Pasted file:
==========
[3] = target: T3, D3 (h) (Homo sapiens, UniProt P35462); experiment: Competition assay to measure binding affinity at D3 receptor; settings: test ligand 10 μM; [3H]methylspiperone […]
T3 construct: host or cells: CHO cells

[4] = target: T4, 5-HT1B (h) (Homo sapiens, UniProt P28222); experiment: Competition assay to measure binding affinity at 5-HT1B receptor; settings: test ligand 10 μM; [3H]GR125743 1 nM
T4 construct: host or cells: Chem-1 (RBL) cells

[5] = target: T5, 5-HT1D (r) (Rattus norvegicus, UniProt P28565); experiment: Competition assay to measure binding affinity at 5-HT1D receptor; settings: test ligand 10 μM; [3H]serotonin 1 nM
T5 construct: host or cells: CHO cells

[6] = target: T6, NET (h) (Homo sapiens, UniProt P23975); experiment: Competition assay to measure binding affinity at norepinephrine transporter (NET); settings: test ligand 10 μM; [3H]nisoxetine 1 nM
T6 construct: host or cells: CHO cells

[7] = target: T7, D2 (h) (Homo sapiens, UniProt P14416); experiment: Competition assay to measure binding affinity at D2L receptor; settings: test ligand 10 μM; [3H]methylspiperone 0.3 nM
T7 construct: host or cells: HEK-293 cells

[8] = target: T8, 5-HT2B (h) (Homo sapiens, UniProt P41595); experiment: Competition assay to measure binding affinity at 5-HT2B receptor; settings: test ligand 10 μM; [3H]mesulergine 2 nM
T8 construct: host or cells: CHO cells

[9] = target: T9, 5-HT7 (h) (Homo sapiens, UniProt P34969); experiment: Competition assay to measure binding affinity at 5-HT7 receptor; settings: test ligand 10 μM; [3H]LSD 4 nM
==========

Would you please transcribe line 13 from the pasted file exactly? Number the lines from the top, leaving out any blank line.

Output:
[9] = target: T9, 5-HT7 (h) (Homo sapiens, UniProt P34969); experiment: Competition assay to measure binding affinity at 5-HT7 receptor; settings: test ligand 10 μM; [3H]LSD 4 nM